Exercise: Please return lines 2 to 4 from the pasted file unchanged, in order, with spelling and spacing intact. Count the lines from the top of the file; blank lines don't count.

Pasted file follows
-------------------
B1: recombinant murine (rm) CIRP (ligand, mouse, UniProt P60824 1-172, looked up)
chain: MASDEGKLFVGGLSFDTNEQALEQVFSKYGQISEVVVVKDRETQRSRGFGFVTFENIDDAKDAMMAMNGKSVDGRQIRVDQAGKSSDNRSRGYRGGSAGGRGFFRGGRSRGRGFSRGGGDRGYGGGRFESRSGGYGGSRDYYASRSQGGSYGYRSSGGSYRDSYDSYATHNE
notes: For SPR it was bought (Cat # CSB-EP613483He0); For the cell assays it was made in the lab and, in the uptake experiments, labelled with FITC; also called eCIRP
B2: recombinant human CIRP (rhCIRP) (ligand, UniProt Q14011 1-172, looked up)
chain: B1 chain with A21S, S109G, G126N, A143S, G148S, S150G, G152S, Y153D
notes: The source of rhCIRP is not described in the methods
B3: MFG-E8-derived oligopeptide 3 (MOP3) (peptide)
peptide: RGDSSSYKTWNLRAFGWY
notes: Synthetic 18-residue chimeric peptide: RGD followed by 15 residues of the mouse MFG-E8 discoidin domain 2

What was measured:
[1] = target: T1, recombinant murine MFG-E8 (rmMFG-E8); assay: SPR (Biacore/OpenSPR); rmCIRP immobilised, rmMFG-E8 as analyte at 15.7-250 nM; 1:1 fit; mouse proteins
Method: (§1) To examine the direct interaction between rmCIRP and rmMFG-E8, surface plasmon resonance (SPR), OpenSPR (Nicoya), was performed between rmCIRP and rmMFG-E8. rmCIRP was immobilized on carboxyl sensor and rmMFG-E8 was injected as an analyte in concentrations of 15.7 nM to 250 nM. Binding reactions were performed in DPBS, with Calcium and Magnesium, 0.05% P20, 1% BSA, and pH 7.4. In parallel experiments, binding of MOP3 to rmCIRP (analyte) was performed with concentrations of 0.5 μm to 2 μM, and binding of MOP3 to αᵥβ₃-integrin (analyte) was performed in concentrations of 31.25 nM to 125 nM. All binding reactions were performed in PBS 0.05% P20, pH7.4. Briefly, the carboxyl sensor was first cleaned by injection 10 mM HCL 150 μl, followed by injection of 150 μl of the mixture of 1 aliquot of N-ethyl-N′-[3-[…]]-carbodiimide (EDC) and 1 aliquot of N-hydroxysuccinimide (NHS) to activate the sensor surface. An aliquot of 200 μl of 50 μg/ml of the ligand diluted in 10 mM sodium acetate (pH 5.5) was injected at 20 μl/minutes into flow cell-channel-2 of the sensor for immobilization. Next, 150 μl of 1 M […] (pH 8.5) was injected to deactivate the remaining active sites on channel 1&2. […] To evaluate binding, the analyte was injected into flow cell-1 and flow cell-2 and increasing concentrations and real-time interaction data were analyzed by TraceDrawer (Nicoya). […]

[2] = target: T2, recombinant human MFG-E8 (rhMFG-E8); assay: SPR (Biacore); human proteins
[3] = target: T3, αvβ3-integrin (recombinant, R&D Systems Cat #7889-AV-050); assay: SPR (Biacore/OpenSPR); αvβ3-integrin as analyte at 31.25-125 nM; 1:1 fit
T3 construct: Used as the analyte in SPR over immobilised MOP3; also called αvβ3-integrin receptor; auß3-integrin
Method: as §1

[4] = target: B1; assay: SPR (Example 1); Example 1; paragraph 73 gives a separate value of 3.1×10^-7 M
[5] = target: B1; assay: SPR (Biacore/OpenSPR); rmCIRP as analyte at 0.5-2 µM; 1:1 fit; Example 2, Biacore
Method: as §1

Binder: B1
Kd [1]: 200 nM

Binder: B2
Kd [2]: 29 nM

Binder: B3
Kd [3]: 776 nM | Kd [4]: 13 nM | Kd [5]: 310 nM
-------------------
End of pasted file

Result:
chain: MASDEGKLFVGGLSFDTNEQALEQVFSKYGQISEVVVVKDRETQRSRGFGFVTFENIDDAKDAMMAMNGKSVDGRQIRVDQAGKSSDNRSRGYRGGSAGGRGFFRGGRSRGRGFSRGGGDRGYGGGRFESRSGGYGGSRDYYASRSQGGSYGYRSSGGSYRDSYDSYATHNE
notes: For SPR it was bought (Cat # CSB-EP613483He0); For the cell assays it was made in the lab and, in the uptake experiments, labelled with FITC; also called eCIRP
B2: recombinant human CIRP (rhCIRP) (ligand, UniProt Q14011 1-172, looked up)